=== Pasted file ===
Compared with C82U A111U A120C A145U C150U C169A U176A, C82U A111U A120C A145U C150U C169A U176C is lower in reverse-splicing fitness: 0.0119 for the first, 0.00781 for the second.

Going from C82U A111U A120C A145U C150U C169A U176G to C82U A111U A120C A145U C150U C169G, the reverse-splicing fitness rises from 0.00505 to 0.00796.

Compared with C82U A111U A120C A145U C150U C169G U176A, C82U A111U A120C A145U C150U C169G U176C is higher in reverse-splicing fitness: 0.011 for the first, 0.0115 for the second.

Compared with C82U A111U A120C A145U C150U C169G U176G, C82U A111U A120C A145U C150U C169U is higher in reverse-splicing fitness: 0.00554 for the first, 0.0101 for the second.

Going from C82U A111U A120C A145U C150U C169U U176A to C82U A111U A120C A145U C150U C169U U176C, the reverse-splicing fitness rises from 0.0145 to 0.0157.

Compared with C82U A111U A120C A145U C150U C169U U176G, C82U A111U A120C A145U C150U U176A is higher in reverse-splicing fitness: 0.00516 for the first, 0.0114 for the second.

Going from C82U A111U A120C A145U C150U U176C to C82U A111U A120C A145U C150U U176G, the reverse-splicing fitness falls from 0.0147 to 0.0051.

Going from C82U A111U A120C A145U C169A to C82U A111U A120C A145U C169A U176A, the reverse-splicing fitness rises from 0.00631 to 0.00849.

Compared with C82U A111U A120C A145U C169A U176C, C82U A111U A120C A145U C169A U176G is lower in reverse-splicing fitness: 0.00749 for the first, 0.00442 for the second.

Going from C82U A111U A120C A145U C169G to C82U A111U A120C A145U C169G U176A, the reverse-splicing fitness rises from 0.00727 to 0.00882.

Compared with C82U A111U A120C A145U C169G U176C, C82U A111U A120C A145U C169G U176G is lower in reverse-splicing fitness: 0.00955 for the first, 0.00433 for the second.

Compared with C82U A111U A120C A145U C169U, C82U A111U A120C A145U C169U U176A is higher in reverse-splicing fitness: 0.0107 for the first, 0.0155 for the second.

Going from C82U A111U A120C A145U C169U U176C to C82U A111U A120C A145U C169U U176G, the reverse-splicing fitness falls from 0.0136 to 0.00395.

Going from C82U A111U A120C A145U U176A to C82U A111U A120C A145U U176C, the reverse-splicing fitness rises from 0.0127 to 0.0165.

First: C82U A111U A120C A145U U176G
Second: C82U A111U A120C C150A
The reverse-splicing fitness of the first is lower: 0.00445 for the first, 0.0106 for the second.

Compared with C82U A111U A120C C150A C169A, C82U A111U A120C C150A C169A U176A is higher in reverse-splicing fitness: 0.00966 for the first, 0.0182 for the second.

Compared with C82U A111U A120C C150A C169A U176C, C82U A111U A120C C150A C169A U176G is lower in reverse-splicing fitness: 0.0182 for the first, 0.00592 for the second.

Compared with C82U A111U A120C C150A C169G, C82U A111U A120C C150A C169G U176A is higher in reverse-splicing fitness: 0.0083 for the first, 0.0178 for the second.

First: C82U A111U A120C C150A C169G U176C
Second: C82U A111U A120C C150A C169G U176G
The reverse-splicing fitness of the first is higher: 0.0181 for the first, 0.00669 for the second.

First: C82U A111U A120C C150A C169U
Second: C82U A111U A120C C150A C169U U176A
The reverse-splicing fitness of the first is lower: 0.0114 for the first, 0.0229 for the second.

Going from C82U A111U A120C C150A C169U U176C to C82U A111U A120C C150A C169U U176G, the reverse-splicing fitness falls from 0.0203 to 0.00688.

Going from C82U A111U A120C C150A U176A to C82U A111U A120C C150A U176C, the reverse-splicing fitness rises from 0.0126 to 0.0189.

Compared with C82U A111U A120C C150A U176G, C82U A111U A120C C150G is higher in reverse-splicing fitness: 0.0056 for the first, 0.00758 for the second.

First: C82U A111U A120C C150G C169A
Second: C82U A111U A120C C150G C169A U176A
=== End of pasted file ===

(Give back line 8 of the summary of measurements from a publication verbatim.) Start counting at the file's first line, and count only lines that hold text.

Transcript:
Going from C82U A111U A120C A145U C169A to C82U A111U A120C A145U C169A U176A, the reverse-splicing fitness rises from 0.00631 to 0.00849.